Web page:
- The Washington Times - Sunday, April 21, 2002

Memories of World War II are never far away here. At the end of the track leading to the farmhouse where I have been staying, the graves of a handful of Canadian soldiers are scattered amidst the tombstones in the tiny village cemetery. Off the coast at Arromanches, an attractive little resort near Caen, you can still see what is left of Mulberry, the gigantic harbor created from concrete slabs that were towed across the English Channel during the D-Day landings. A short drive further west, thousands of white marble crosses, arranged with geometrical precision, stand guard at the U.S. cemetery above Omaha Beach.
Visitors are asked not to step off the paths onto the immaculately mown lawns, but some cannot resist the all-too-human instinct to move a few paces closer, to read just one name on one grave. Some of them, you cannot help but notice, bear the Star of David. The past is not another country, not here.
The Star of David has been prominent in all the French newspapers lately, not just because of events in Israel, but because France seems to be undergoing a new wave of anti-Semitism. In the Greater Paris area alone, police have reported 10 to 12 anti-Jewish acts each day since the Easter weekend. In Alsace, in the east of the country, graves in a Jewish cemetery were daubed with swastikas. Over Easter, synagogues were attacked in Lyons, Marseille and Strasbourg. Just a few days ago, in the Paris suburbs, a football team from a Jewish association was attacked by a gang of masked youths carrying iron bars.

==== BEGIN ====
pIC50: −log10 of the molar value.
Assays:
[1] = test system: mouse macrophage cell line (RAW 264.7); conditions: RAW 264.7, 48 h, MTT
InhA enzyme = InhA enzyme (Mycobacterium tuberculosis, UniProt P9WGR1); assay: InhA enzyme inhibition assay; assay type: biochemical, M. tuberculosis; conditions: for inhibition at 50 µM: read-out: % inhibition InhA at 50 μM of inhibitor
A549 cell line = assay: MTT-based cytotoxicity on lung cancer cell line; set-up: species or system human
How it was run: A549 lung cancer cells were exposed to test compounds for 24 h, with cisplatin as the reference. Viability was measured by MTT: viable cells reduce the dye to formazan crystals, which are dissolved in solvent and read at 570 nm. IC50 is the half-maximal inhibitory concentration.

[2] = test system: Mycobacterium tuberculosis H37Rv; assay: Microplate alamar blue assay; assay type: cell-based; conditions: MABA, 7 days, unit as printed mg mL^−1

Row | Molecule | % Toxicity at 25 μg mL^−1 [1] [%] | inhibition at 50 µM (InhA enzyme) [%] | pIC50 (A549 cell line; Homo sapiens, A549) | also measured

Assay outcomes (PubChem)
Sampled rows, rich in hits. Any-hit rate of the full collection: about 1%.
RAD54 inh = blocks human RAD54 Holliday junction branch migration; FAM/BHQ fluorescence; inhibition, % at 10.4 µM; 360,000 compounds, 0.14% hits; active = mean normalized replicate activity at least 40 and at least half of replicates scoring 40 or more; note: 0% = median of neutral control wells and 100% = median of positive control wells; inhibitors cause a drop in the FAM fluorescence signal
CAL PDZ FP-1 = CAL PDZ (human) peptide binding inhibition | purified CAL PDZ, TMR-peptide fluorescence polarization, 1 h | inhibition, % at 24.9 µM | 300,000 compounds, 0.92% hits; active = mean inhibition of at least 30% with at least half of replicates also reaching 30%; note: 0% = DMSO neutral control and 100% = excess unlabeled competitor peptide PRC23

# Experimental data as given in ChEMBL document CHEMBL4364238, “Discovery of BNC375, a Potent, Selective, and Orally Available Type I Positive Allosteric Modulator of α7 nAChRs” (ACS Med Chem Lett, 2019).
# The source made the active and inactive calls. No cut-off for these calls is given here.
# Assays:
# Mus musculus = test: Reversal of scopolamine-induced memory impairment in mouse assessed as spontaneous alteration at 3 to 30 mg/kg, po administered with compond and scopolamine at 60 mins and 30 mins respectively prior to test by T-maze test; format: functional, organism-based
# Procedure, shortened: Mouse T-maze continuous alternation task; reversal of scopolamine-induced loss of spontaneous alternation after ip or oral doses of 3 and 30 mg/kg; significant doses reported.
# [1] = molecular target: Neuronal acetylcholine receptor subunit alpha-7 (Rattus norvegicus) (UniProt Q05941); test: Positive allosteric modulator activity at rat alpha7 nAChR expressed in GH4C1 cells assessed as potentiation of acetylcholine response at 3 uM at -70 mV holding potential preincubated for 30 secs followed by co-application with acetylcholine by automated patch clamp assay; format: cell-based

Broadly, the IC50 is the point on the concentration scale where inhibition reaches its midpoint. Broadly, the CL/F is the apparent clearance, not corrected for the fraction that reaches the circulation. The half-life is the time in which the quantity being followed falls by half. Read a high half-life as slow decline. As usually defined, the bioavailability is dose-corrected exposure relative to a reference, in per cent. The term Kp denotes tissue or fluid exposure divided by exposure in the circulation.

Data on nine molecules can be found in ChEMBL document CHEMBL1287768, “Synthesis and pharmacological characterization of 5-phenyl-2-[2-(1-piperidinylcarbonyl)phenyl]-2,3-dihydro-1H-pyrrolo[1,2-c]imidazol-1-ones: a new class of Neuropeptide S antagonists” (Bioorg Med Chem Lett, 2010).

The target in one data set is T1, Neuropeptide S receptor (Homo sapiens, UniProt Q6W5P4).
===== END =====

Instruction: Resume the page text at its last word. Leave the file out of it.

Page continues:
France has been here before, of course. Memories of the Vichy regime, not to mention the Dreyfus affair, are never far from the surface. The garrulous Jean-Marie Le Pen, far-right candidate in this month's presidential elections, scored around 12 per cent in the last opinion poll that I saw, just half a dozen points behind Lionel Jospin, the decidedly uncharismatic prime minister and Socialist Party candidate. Magazines pose the question, "Is France antisemitic?" President Jacques Chirac took a break from campaigning: "When a synagogue is burned, France is humiliated. When a Jew is attacked, France is attacked."
But there is a difference this time. This time much of the violence is being perpetrated by young, disaffected North Africans intent on playing out the Middle East conflict on their own streets and housing projects. Absorbing images of the Intifada relayed on the TV news bulletins, they have declared a war of their own, using French Jews as targets.
Conventional wisdom insists that what we are seeing is essentially just another form of vandalism. According to this school of thought, unassimilated young Muslims who have grown up in the suburbs that are hidden away from the tourist version of la belle France are simply indulging in the type of antisocial behavior common to the MTV generation across the West. (The suburbs "la banlieue" do not evoke the same rosy glow that we know in America or Britain. In France the word conjures up visions of grey concrete and high-rises.)
Others are less sanguine. Social scientist Pierre-Andre Taguieff, author of a controversial book "La Nouvelle Jude/ophobie" ("The New Judeophobia"), argues that the malaise runs much deeper. He points, first of all, to the findings of a Louis Harris opinion poll last year which posed the question to the population as a whole: "Do the Jews have too much power in France?" In 1991, 20 per cent replied "Yes". By last year the figure had risen to 34 per cent.